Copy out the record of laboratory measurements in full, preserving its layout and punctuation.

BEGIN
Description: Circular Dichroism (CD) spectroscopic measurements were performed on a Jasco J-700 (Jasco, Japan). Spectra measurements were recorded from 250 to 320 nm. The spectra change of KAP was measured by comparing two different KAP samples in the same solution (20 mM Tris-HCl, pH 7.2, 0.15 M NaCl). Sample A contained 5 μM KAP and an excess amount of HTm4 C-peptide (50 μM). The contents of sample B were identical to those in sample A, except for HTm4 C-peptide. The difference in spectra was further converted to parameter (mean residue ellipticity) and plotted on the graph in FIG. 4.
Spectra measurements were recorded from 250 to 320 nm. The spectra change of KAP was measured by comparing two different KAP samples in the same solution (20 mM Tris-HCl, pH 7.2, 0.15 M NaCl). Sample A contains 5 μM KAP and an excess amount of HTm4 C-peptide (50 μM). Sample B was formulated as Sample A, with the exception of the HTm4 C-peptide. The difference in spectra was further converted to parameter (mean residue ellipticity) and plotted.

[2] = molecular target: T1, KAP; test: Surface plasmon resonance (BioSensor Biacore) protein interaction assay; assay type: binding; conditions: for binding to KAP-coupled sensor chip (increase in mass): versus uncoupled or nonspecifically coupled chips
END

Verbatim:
Description: Circular Dichroism (CD) spectroscopic measurements were performed on a Jasco J-700 (Jasco, Japan). Spectra measurements were recorded from 250 to 320 nm. The spectra change of KAP was measured by comparing two different KAP samples in the same solution (20 mM Tris-HCl, pH 7.2, 0.15 M NaCl). Sample A contained 5 μM KAP and an excess amount of HTm4 C-peptide (50 μM). The contents of sample B were identical to those in sample A, except for HTm4 C-peptide. The difference in spectra was further converted to parameter (mean residue ellipticity) and plotted on the graph in FIG. 4.
Spectra measurements were recorded from 250 to 320 nm. The spectra change of KAP was measured by comparing two different KAP samples in the same solution (20 mM Tris-HCl, pH 7.2, 0.15 M NaCl). Sample A contains 5 μM KAP and an excess amount of HTm4 C-peptide (50 μM). Sample B was formulated as Sample A, with the exception of the HTm4 C-peptide. The difference in spectra was further converted to parameter (mean residue ellipticity) and plotted.

[2] = molecular target: T1, KAP; test: Surface plasmon resonance (BioSensor Biacore) protein interaction assay; assay type: binding; conditions: for binding to KAP-coupled sensor chip (increase in mass): versus uncoupled or nonspecifically coupled chips